In my experience, generally speaking, CS PhDs
- are used to work hard and put in many hours
- are more motivated than others professionally
- can analyze a problem effectively
- can communicate very well in presentations and reports
Thus, what is the best reason not to hire a PhD on your development team? And how do you recognize this negative trait as a PhD yourself?
UPDATE 2009/22/1 : Thanks for all interesting answers. I use it as a part of self-diagnose, trying to detect weaknesses I may have because of my years as a PhD. I find it positive that so many of you point out that you should consider the individual and not the title. Yet, of course this question only makes sense in general terms.
I find it puzzling that as a CS PhD, you ought to understand very well what optimization means, and thus you ought to understand that in a company, you have to minimize cost/optimize productivity.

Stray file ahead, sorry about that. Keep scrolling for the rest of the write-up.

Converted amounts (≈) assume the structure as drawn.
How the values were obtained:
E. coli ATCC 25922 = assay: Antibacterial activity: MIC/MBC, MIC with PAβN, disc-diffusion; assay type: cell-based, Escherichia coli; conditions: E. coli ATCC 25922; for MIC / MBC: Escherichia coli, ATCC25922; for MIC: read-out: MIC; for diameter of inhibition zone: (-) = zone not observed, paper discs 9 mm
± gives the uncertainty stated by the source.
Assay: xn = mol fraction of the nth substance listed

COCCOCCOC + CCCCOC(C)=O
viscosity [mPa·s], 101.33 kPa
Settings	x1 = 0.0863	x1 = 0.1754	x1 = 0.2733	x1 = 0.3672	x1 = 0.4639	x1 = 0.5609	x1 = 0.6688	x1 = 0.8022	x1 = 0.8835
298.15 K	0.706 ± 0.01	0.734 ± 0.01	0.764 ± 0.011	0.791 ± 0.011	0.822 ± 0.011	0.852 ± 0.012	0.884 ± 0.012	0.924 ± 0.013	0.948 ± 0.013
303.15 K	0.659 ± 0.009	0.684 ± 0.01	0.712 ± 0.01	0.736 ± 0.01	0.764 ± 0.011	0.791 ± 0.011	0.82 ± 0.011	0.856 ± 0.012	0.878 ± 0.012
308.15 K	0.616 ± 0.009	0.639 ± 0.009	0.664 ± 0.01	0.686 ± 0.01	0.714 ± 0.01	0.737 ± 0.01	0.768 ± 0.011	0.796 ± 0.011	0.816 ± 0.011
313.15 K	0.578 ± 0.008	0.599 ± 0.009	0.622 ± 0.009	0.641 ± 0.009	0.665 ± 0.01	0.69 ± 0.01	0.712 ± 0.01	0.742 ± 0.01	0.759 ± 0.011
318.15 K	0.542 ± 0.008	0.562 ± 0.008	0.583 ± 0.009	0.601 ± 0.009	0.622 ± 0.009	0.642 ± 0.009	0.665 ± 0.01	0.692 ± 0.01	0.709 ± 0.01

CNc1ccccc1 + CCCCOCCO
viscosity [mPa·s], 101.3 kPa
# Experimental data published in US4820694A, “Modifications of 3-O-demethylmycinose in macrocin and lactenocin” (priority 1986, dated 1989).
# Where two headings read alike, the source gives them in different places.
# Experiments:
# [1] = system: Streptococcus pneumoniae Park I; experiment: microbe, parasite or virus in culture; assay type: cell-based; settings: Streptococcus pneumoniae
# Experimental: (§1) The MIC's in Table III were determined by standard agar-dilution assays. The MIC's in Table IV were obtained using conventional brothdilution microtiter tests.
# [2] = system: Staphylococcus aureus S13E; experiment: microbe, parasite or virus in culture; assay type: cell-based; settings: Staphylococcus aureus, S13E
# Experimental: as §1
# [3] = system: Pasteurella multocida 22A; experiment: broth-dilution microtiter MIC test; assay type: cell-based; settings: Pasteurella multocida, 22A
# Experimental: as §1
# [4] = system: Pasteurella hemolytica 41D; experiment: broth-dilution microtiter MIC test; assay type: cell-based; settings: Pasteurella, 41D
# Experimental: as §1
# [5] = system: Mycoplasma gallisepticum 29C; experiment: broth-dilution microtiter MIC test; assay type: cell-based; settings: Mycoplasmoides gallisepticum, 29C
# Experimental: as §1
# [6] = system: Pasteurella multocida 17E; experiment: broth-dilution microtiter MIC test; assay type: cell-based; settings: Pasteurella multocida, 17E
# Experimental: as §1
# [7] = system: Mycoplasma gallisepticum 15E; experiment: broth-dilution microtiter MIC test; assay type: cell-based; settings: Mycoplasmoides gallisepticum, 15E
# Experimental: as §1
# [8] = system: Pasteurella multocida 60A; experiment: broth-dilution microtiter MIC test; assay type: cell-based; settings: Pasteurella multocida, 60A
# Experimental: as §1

Summary of arguments in posts below, generally PhDs shouldn't be hired because
- they put their effort and motivation on the wrong problems
- they lack interest in tedious, productive work like debugging
- you the employer harbor negative feelings towards PhDs (isn't that like discrimation by gender or race? one of the most upvoted arguments)
- they have problems to cooperate with team, lack people skills
- of poor design and coding skills
- you cannot afford to hire a PhD, or their expertise is not valuable to you
- many of them entered the PhD program because they couldn't get a real job
- they can sometimes be bitter or arrogant
- they lack valuable industrial experience
- they are reluctant to use industry standard tools (C#, java)
I wonder which of these traits are actually overrepresented among PhDs. Also, some commenters point out that some PhDs excel in "getting things done". My personal experience is that PhD gave me lots of valuable experience and built character, and I haven't had any problems to adapt and apply my knowledge in the real world. But that may be a biased perspective.